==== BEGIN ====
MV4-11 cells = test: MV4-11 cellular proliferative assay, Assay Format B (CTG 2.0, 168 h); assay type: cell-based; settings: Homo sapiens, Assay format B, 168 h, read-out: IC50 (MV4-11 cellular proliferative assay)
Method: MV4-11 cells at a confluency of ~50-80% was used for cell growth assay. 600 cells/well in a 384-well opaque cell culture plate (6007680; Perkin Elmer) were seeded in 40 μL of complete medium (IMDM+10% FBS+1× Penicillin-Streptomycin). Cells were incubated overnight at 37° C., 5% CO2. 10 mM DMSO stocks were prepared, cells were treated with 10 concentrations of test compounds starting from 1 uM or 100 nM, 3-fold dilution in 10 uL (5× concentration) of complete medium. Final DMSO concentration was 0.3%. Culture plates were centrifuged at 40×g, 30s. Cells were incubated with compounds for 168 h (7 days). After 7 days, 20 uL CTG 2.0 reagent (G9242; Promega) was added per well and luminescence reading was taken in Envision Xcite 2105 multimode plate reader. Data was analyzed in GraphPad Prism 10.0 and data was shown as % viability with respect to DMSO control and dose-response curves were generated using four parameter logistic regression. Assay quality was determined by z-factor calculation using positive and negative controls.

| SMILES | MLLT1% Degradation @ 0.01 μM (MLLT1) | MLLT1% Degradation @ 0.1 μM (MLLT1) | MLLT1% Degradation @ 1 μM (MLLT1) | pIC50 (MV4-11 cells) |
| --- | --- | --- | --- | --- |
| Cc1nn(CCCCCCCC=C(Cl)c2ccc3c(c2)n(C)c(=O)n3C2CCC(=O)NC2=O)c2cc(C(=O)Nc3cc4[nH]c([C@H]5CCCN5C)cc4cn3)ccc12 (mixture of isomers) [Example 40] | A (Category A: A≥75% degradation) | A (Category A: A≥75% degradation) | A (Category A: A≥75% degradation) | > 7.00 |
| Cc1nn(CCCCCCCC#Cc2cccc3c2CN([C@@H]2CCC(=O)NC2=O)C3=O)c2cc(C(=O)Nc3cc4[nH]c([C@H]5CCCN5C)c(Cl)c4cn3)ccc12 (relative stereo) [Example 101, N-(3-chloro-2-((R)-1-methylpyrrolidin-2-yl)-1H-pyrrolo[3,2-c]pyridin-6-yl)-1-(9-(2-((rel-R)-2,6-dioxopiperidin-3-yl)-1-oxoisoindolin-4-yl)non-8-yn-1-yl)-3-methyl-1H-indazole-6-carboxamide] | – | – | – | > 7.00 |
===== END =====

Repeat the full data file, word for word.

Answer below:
MV4-11 cells = test: MV4-11 cellular proliferative assay, Assay Format B (CTG 2.0, 168 h); assay type: cell-based; settings: Homo sapiens, Assay format B, 168 h, read-out: IC50 (MV4-11 cellular proliferative assay)
Method: MV4-11 cells at a confluency of ~50-80% was used for cell growth assay. 600 cells/well in a 384-well opaque cell culture plate (6007680; Perkin Elmer) were seeded in 40 μL of complete medium (IMDM+10% FBS+1× Penicillin-Streptomycin). Cells were incubated overnight at 37° C., 5% CO2. 10 mM DMSO stocks were prepared, cells were treated with 10 concentrations of test compounds starting from 1 uM or 100 nM, 3-fold dilution in 10 uL (5× concentration) of complete medium. Final DMSO concentration was 0.3%. Culture plates were centrifuged at 40×g, 30s. Cells were incubated with compounds for 168 h (7 days). After 7 days, 20 uL CTG 2.0 reagent (G9242; Promega) was added per well and luminescence reading was taken in Envision Xcite 2105 multimode plate reader. Data was analyzed in GraphPad Prism 10.0 and data was shown as % viability with respect to DMSO control and dose-response curves were generated using four parameter logistic regression. Assay quality was determined by z-factor calculation using positive and negative controls.

| SMILES | MLLT1% Degradation @ 0.01 μM (MLLT1) | MLLT1% Degradation @ 0.1 μM (MLLT1) | MLLT1% Degradation @ 1 μM (MLLT1) | pIC50 (MV4-11 cells) |
| --- | --- | --- | --- | --- |
| Cc1nn(CCCCCCCC=C(Cl)c2ccc3c(c2)n(C)c(=O)n3C2CCC(=O)NC2=O)c2cc(C(=O)Nc3cc4[nH]c([C@H]5CCCN5C)cc4cn3)ccc12 (mixture of isomers) [Example 40] | A (Category A: A≥75% degradation) | A (Category A: A≥75% degradation) | A (Category A: A≥75% degradation) | > 7.00 |
| Cc1nn(CCCCCCCC#Cc2cccc3c2CN([C@@H]2CCC(=O)NC2=O)C3=O)c2cc(C(=O)Nc3cc4[nH]c([C@H]5CCCN5C)c(Cl)c4cn3)ccc12 (relative stereo) [Example 101, N-(3-chloro-2-((R)-1-methylpyrrolidin-2-yl)-1H-pyrrolo[3,2-c]pyridin-6-yl)-1-(9-(2-((rel-R)-2,6-dioxopiperidin-3-yl)-1-oxoisoindolin-4-yl)non-8-yn-1-yl)-3-methyl-1H-indazole-6-carboxamide] | – | – | – | > 7.00 |